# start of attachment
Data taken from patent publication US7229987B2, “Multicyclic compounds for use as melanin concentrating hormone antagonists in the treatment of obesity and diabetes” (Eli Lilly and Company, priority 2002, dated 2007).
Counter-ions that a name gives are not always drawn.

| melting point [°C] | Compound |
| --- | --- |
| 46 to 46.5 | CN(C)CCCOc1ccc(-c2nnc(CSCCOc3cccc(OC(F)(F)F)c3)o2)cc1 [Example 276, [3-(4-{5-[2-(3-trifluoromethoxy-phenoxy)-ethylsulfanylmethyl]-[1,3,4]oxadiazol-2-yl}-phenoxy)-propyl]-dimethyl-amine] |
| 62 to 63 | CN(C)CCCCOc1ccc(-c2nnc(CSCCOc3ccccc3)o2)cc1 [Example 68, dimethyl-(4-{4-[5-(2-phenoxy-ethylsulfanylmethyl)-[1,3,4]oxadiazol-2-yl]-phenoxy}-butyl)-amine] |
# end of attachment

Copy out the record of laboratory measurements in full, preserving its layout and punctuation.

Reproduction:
Data taken from patent publication US7229987B2, “Multicyclic compounds for use as melanin concentrating hormone antagonists in the treatment of obesity and diabetes” (Eli Lilly and Company, priority 2002, dated 2007).
Counter-ions that a name gives are not always drawn.

| melting point [°C] | Compound |
| --- | --- |
| 46 to 46.5 | CN(C)CCCOc1ccc(-c2nnc(CSCCOc3cccc(OC(F)(F)F)c3)o2)cc1 [Example 276, [3-(4-{5-[2-(3-trifluoromethoxy-phenoxy)-ethylsulfanylmethyl]-[1,3,4]oxadiazol-2-yl}-phenoxy)-propyl]-dimethyl-amine] |
| 62 to 63 | CN(C)CCCCOc1ccc(-c2nnc(CSCCOc3ccccc3)o2)cc1 [Example 68, dimethyl-(4-{4-[5-(2-phenoxy-ethylsulfanylmethyl)-[1,3,4]oxadiazol-2-yl]-phenoxy}-butyl)-amine] |